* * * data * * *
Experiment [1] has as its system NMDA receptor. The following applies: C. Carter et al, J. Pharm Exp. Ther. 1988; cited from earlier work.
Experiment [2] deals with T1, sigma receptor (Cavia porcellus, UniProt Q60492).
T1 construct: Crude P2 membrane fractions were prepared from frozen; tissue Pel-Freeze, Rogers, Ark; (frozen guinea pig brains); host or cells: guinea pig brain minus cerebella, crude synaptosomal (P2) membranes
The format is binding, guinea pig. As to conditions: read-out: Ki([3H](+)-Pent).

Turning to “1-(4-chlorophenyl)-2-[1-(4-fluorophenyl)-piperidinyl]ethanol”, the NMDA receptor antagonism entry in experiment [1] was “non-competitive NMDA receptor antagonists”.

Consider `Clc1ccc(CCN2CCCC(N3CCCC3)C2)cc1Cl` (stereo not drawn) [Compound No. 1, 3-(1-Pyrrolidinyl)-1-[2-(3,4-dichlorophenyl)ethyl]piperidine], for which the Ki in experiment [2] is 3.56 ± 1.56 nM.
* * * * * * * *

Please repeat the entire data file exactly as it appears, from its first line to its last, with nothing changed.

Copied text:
Experiment [1] has as its system NMDA receptor. The following applies: C. Carter et al, J. Pharm Exp. Ther. 1988; cited from earlier work.
Experiment [2] deals with T1, sigma receptor (Cavia porcellus, UniProt Q60492).
T1 construct: Crude P2 membrane fractions were prepared from frozen; tissue Pel-Freeze, Rogers, Ark; (frozen guinea pig brains); host or cells: guinea pig brain minus cerebella, crude synaptosomal (P2) membranes
The format is binding, guinea pig. As to conditions: read-out: Ki([3H](+)-Pent).

Turning to “1-(4-chlorophenyl)-2-[1-(4-fluorophenyl)-piperidinyl]ethanol”, the NMDA receptor antagonism entry in experiment [1] was “non-competitive NMDA receptor antagonists”.

Consider `Clc1ccc(CCN2CCCC(N3CCCC3)C2)cc1Cl` (stereo not drawn) [Compound No. 1, 3-(1-Pyrrolidinyl)-1-[2-(3,4-dichlorophenyl)ethyl]piperidine], for which the Ki in experiment [2] is 3.56 ± 1.56 nM.